Digby Street, groundhop, Keyworth United, Kimberley Miners Welfare, Kimberley Town, Notts Senior League, Pentrich Revolt, Rob Hornby
Saturday 20th April 2013 ko 18.15
Notts Senior League Senior League Senior Division
KIMBERLEY MINERS WELFARE 7 (Chaplin 14 Fisher 22 26 50 Baker 54 Beecham 63 Wilmott 90)
KEYWORTH UNITED 0
The Nottinghamshire town of Kimberley was known as Chinemarelie in Domesday Book. With the accession of William to the throne Kimberley came into the possession of William de Peveril, and over the centuries the estate changed hands with the turning of each political tide, eventually being sold piecemeal in the 19th century. The town became a centre for coal mining, brewing and hosiery manufacturing, but one by one these closed, the final one, the brewery closing in 2006, after being bought out by Greene King.
When organising these events it is always handy to have an ace up your sleeve, something that will attract the stragglers. Potentially this was Kimberley MW’s last first XI game at Digby Street, as they have taken on the Stag Ground, the home of the now defunct Kimberley Town. That ground needs work to get it fit for use, so the move may be delayed, but I reckon it may well have concentrated a few minds!
Near to here, in 1817, the last attempted English Revolution took place. The Pentrich Revolution started in the village of Pentrich, north of Derby, where they discussed an uprising and a proposed march on London. It was badly supported and ill-fated, and an agent provocateur infiltrated their ranks, and this ultimately led to their capture and execution. The 9th June 1817 was to be the start of a national uprising that was to include men from Huddersfield, Wakefield, Leeds and Nottingham. Their forces were to meet at Nottingham and then march to London to overthrow the government. Despite the promise of a wider national uprising it was only the men of Pentrich who marched that night. They reached Kimberley, were met by government troops and fled. The ringleaders Jeremiah Brandreth, William Turner and Issac Ludlam were all found guilty of High Treason and were hanged then beheaded on 7th November 1817.
The issue for footballers playing at Digby Street over the years was where to get changed! The players have at various times changed in a local kitchen and in the basement of the local bowling alley. There’s a lot to like here and congratulations to MW for putting a club history in the programme, I’m sure I’m not the only one who likes reading them. The ground lies next door to where the Digby Colliery once stood. The light industrial units, and the railway waggons on the nearby roundabout are the only clue of the coal mining that once took place here. The issue was dealt with once and for all in 1995 when the changing rooms were bought from Calverton Cricket Club!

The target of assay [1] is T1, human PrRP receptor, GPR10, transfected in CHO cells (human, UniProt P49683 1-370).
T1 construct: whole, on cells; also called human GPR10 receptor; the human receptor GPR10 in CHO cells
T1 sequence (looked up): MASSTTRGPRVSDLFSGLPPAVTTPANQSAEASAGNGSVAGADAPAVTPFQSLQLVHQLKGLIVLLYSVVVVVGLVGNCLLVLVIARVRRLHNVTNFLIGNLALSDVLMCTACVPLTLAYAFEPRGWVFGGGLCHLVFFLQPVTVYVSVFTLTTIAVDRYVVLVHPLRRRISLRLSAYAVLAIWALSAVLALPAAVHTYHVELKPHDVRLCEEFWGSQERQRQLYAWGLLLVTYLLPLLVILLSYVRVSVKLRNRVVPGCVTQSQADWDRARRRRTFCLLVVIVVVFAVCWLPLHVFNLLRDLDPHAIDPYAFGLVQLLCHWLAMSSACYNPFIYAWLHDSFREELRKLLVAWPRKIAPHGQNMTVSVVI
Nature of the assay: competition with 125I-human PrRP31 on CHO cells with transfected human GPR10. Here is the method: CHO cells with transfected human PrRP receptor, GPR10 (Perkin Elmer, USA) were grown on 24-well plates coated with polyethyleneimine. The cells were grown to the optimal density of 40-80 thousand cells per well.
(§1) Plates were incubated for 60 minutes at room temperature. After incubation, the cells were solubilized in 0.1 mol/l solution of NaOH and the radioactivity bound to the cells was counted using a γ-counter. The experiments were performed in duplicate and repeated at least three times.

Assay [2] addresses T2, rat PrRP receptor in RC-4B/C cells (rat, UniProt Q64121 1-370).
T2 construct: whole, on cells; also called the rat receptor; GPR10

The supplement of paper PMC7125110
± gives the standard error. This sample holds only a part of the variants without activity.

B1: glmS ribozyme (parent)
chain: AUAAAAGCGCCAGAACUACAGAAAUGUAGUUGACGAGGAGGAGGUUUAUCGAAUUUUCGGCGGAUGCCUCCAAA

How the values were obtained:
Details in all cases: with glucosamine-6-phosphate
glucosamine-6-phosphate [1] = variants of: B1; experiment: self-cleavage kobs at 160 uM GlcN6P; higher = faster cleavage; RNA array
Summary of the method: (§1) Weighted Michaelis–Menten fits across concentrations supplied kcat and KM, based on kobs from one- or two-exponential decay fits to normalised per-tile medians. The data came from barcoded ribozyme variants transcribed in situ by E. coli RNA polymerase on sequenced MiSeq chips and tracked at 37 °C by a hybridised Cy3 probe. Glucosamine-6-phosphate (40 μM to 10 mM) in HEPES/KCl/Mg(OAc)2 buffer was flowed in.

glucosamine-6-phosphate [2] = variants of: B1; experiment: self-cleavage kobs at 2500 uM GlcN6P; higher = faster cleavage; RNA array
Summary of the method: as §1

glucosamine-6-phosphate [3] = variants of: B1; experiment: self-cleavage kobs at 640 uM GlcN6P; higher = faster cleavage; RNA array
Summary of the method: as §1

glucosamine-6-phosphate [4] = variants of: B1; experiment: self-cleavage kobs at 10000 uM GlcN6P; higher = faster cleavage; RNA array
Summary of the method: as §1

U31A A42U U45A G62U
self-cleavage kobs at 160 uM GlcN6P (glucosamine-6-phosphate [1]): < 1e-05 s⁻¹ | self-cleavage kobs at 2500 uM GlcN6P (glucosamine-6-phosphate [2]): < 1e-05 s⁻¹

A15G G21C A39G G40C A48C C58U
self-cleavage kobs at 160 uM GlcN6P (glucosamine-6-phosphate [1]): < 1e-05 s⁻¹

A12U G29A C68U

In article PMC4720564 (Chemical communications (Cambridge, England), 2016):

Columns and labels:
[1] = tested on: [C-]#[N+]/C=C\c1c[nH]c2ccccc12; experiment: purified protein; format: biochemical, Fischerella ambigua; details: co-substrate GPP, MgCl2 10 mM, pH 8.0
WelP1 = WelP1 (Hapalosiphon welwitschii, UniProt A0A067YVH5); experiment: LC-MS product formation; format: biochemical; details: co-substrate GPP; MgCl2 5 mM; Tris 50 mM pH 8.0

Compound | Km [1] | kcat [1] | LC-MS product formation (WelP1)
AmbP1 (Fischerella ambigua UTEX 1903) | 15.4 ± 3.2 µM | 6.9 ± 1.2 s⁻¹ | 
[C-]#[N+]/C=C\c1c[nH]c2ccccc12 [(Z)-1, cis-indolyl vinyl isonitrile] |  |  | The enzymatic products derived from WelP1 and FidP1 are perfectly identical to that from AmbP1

The club had thought intelligently about how to host their game. Many clubs do barbeques, to the point that when I organise a groundhop I generally advise against them- there is burger overkill after a while! MW’s was an honourable exception to the rule, the queues spoke volumes for its success.
In the clubhouse a printer was set up, allowing up-to-date teamsheets to be produced, but it was the merchandise stall that intrigued me. Kim Hedwall from Stockholm, Sweden is a good mate of mine, we organise a groundhop in Sweden each year, and one of the MW’s shirts caught my eye. It transpires MW’s change kit is yellow and blue, Swedish national colours, and with the shirt having IKEA as the sponsor, well it was a match made in…..well Kimberley!
It set things up nicely for the final game of the hop which looked unlikely to be anything other than a home win. Keyworth needed a win to escape from the bottom two relegation spots, but their resistance lasted a mere 15 minutes. MW rolled in 7 and in all honesty could have made double figures had it not been for some poor finishing. The plaudits should go to Jake Fisher for his hat trick, but this was an excellent team performance from a friendly club, who did themselves and their town proud in the time quite literally in the sun.
The other person they did proud was organiser Rob Hornby. I’ve been there myself, you give clubs an opportunity and an idea, what they do with it is up to them. I’m sure when Rob finished his drop-offs, and the coach was back in the garage and him back home in Mansfield, he looked back on his hard work on the first NSL hop, and feel quietly satisfied. The rest of the hopping world will be grateful he still does it. Thanks mate!